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Negligent Entrustment: Are you Liable for Allowing A Drunk Person to Drive Your Car?

Picture this likely scenario: a group of twenty-somethings are partying at a football game. They're tailgating before the game, drinking throughout the game, and then having a few more alcoholic beverages after the game at the car. The owner of the vehicle does not feel he's able to drive safely. Another party asserts that he is well able to operate the vehicle, so the owner gives him the keys. Unfortunately, that driver is also intoxicated and in no shape to operate the vehicle. In driving out of the stadium parking lot, the driver strikes a significantly injures a pedestrian. The injured then sues the party who owns the car. After all, the owner had "entrusted" it into the possession of his intoxicated friend.

Negligent entrustment occurs when the owner of a vehicle allows a person to take control of the vehicle even though that person is in no shape to operate it. That usually means the person taking control is drunk or otherwise intoxicated. Liability arises when there is a resulting car accident, injuries, and damages.

There are other plausible scenarios besides the one above, of course. The law says that in order to establish negligent entrustment, a plaintiff has the burden of proving: (1) that the defendant had control of the vehicle in question; and (2) that the entrustor had actual knowledge of the unfitness of the entrustee.

Without the experience of litigating these cases, you might naturally be thinking that the party who owned the car didn't necessarily know the driver was intoxicated because he (the owner) had been drinking, too. That, however, likely won't serve as an excuse from the jury's perspective, particularly as the owner apparently became voluntarily intoxicated, with no realistic plan of a sober driver getting the group home.

It's important that you understand that the purpose of seeking a negligent entrustment action is to extend liability to the owner of the vehicle, instead of just the driver. It also may be relevant to your case to know that these cases do include actions outside of intoxication.

Think, for example, about this hypothetical: an individual is simply an awful driver. Every time he gets behind the wheel, he has caused an accident. This has resulted in his driver's license being suspended. Nonetheless, he needs something at the store and asks his friend if he can borrow the friend's car. The friend, knowing how terrible of a driver the person is and also that his license is suspended, feels bad for him--knowing that the store is less than a mile away, the friend agrees. Then the unlicensed driver hits a pedestrian who is crossing the street in a crosswalk. Again, same analysis: the concept of negligent entrustment applies.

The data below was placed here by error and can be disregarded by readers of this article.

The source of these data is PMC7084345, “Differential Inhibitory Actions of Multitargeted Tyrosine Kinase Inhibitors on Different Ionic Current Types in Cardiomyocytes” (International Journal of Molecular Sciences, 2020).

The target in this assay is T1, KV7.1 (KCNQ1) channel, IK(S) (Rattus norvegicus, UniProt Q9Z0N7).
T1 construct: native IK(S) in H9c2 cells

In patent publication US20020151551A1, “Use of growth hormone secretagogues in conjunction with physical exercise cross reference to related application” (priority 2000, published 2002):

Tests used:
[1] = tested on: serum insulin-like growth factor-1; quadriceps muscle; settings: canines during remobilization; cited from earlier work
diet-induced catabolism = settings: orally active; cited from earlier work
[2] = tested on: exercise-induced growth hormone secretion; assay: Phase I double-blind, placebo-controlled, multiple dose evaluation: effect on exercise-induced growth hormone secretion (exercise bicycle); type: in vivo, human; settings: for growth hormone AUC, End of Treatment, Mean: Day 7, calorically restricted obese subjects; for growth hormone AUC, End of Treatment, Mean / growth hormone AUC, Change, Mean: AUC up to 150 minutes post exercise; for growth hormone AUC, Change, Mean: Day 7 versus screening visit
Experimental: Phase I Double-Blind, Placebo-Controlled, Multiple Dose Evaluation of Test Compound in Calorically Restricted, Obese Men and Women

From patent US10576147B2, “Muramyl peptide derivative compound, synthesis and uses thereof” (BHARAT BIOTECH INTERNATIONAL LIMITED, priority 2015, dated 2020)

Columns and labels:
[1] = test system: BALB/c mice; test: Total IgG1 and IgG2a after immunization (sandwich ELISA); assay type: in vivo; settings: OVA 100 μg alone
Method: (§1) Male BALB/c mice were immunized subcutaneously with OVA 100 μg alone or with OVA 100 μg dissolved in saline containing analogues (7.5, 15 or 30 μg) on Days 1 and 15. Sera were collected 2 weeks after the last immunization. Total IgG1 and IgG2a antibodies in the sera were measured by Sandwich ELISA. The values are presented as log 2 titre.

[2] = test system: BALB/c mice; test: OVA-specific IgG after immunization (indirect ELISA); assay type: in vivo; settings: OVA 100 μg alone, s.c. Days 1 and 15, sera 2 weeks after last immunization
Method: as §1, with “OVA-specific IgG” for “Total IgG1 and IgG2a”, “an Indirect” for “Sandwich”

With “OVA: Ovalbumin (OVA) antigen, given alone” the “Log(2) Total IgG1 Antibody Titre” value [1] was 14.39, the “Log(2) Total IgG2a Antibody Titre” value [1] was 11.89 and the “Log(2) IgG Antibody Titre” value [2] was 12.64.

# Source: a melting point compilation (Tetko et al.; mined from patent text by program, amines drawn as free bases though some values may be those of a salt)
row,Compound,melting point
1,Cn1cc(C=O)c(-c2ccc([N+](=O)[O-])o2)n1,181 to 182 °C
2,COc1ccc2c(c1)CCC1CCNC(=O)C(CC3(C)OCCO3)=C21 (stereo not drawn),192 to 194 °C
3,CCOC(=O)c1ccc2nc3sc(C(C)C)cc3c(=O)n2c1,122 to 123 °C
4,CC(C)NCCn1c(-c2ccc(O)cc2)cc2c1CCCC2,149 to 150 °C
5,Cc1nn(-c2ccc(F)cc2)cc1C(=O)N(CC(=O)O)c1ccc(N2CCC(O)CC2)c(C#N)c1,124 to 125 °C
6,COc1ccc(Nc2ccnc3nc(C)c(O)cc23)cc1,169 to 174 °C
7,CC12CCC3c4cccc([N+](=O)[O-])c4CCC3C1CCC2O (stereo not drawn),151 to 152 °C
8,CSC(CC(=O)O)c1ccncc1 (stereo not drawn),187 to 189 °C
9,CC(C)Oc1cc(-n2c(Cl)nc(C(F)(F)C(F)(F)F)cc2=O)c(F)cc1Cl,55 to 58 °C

This theory is helpful to understand from all perspectives. If you are a party who has been injured in a car accident, you will need to do some research as to who actually owns the vehicle. If a person who owns the vehicle is different from the driver, there may be an additional insurance policy to identify, against which you may be able to submit a claim and recover.

If you're the owner of a vehicle, it's helpful to know that by letting someone driver your car who is not able to drive, you put yourself at risk of someone getting injured in a car accident and then seeking damages from you.

Lastly, if you 're one who is intoxicated or simply a horrible driver, you put your friend at risk when you ask to drive your friend's car. When someone is subsequently injured, your friend may be liable.

If you would like to learn more about being made whole as a result of damage that you’ve incurred, or if you would like to learn more about damages in a personal injury case, call us for a free consultation at 617-657-HURT (4878) or fill out our contact form here.

The information on this website is for general information purposes only. Nothing on this site should be taken as legal advice for any individual case or situation. This information is not intended to create, and receipt or viewing does not constitute, an attorney-client relationship.

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